Prayer of the Children

Prayer for the Children, Fiber art by Susan Wei, Ashland, NH

As I do occasionally, I was wandering through youtube in search of Croatian music.  I don't know how many people know of the proliferation of choirs that come out of Croatia and other republics of the former Yugoslavia, but there are many.  While on my journey I found this offering by Kurt Bestor, the Prayer of the Children.  What a powerful piece.  Here is a little information about Bestor and how he came to write the piece.  It is performed below byt the Baylor University Men's Choir.

Prayer of the Children is a song for a four-part men's choir, with words and music written by Kurt Bestor and arranged by Andrea S. Klouse. 

Bestor served as a missionary for The Church of Jesus Christ of Latter-day Saints in Serbia during the 1970s. He lived with many different races and religions of people in this war torn country; Serbians, Muslims, Croatians, etc. At one point, he was working in a hospital caring for the children who had been devastated by the war that was not theirs. While retrieving supplies from a neighboring town, this hospital was bombed. Bestor came back to find it destroyed and all the innocent little children he had come to care for dead. When he returned to the US, he was inspired to write a song in tribute to the children, the innocent, who were the ones most suffering from the war. Bestor described how he came to write the song:

Having lived in this war-torn country back in the late 1970's, I grew to love the people with whom I lived. It didn't matter to me their ethnic origin - Serbian, Croatian, Bosnian - they were all just happy fun people to me and I counted as friends people from each region. Of course, I was always aware of the bigotry and ethnic differences that bubbled just below the surface, but I always hoped that the peace this rich country enjoyed would continue indefinitely. Obviously that didn't happen. When Yugoslavian President Josip Broz Tito died, different political factions jockeyed for position and the inevitable happened - civil war. Suddenly my friends were pitted against each other. Serbian brother wouldn't talk to Croatian sister-in-law. Bosnian mother disowned Serbian son-in-law and so it went. Meanwhile, all I could do was stay glued to the TV back in the US and sink deeper in a sense of hopelessness. Finally, one night I began channeling these deep feelings into a wordless melody. Then little by little I added words....Can you hear....? Can you feel......? I started with these feelings - sensations that the children struggling to live in this difficult time might be feeling. Serbian, Croatian, and Bosnian children all felt the same feelings of confusion and sadness and it was for them that I was writing this song.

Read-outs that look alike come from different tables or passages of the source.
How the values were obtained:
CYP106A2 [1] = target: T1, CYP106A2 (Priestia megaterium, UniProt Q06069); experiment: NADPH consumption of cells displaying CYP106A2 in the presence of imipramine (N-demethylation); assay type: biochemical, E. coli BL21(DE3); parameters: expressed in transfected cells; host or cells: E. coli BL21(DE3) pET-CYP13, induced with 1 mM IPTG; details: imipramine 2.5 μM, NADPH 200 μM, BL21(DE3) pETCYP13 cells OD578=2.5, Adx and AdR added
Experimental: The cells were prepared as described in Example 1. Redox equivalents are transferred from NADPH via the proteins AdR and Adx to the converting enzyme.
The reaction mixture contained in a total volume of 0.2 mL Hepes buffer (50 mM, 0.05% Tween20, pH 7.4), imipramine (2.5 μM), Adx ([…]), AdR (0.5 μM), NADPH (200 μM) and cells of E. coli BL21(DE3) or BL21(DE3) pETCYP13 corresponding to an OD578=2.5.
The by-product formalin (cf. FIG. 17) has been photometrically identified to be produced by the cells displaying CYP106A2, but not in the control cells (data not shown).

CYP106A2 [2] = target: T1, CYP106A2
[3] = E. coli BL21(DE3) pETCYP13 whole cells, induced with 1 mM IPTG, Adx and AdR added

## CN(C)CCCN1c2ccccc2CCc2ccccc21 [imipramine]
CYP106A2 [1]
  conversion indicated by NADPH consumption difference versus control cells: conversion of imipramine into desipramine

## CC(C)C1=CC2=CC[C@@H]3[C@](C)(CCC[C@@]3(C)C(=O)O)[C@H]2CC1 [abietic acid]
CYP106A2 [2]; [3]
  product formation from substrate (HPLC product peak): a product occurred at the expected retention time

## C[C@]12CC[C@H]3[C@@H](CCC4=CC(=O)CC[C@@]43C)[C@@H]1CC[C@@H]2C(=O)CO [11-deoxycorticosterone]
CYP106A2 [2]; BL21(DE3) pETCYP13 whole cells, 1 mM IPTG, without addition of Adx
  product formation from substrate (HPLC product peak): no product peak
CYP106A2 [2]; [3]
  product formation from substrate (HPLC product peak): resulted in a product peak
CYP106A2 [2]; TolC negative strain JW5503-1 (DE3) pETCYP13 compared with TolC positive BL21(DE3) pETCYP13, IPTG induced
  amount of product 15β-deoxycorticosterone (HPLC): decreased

He told Meridian Magazine:

"Those children didn't hate anybody," he said. "They didn't care about who owned the land, or who had the power or the money. These are adult neuroses. They just wanted to have a mom and dad and a place to play."


Can you hear the prayer of the children
on bended knee, in the shadow of an unknown room?
Empty eyes with no more tears to cry
turning heavenward toward the light.
Crying," Jesus, help me
to see the morning light of one more day,
but if I should die before I wake,
I pray my soul to take."
Can you feel the hearts of the children
aching for home, for something of their very own.
Reaching hands with nothing to hold onto
but hope for a better day, a better day.
Crying," Jesus, help me
to feel the love again in my own land,
but if unknown roads lead away from home,
give me loving arms, 'way from harm."
(oooooo la la la la etc etc.)
Can you hear the voice of the children
softly pleading for silence in their shattered world?
Angry guns preach a gospel full of hate,
blood of the innocent on their hands.
Crying," Jesus, help me
to feel the sun again upon my face?
For when darkness clears, I know you're near,
bringing peace again."

Dali čujete sve dječje molitve?

Can you hear the prayer of the children?

Source: Wikipedia,